Another part of OIB’s success is their rigorous application of business principles. This has meant learning about business, and dedicating band time, money and energy to business development. It means hiring managers on the basis of merit and training, and not being shy about bringing in expert help. A benefit of this early investment was the creation of financial systems that meant when economic opportunities arose, OIB was ready for them with its financial house in order.
Success for OIB also means taking culture into consideration. Achieving economic success is important – but important as it is a means to attaining social success for the entire community.
The major advantage the Osoyoos people had and still have is their location. They held 32,000 acres of land in a valuable agricultural area. As Chief Louie observed, “You have to pick up on the economy of the area. If you are on the coast, it’s trees and fish. For us it was agriculture and tourism. As they say, you fish where the fish are.”
Harvard Project analysis of successful economic development of Native American tribes has determined that the critical factors for economic success are sovereignty, cultural match, administrative ability and leadership.
It is important to have the independence to do what you think is best for the community. The OIB has not allowed others to interfere with its plans. OIB leadership and citizens have asserted their independence in their decision-making surrounding their economic development.
Effective administrative systems are critical for nations that are planning economic development. They need their band office to be well organized so they can deal efficiently with their own businesses, their partners, and all the other governments and agencies they will work with.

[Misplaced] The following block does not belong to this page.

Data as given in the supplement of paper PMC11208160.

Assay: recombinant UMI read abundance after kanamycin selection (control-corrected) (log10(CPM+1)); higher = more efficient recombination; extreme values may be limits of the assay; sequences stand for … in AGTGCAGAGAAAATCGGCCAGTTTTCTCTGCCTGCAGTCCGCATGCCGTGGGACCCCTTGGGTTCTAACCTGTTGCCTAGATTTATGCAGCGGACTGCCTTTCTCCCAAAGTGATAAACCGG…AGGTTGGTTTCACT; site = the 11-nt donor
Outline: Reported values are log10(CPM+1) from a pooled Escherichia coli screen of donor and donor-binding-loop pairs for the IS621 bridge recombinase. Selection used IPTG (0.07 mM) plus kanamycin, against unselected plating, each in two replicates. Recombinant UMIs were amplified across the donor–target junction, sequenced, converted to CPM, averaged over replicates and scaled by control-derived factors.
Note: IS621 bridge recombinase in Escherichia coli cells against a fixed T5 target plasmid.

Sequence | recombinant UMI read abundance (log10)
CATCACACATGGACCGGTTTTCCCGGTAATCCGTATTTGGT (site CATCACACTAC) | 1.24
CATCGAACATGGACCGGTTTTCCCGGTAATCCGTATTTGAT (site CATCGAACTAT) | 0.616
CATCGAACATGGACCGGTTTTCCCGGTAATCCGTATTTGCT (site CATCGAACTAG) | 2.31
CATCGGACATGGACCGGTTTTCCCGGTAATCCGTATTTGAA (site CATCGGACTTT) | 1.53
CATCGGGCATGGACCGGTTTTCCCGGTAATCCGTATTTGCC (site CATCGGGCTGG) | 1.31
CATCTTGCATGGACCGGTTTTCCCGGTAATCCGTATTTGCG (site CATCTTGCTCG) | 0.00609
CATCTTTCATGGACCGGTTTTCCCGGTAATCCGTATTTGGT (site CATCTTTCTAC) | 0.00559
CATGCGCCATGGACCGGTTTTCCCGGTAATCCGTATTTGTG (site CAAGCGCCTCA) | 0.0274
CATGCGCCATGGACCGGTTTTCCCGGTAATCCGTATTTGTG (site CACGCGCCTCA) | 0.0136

The Osoyoos identify their major weakness as the leftover dysfunction from a colonial past — the control exerted by the Indian Act, the administration of nation affairs by the D.I.A., family breakdown, the cycle of welfare, the victimization syndrome, the dependency syndrome that remain evident today.
The result is that some of the people of the Osoyoos are not ready to engage in and benefit from the economic opportunities of the OIBDC.
The OIB has observed that many of their best workers are over 60 years old. They learned how to work when they were young and came from an era where there was no welfare and employment insurance. To turn this around, profits from OIBDC support social and educational programs and anyone who wants training can access it.
Chief Louie counsels that “to run successful businesses, you must deal with the people where they are. The majority of our people are not ready to compete. Get the people who can make the business a success, whatever race they happen to be.”
NCFNG Governance Lessons Learned
The effective governance principle of Economic Realization recognizes that First Nation governments possess the right and the tools to develop their land into sustainable economies. Aboriginal title includes an inescapable economic component. Osoyoos Indian Band continues to be highly successful in applying this principle on their reserve lands.
Sources and More Information
Osoyoos Indian Band Development Corporation
Options for Commercial Development in First Nations
Our Own Vision, Our Own Plan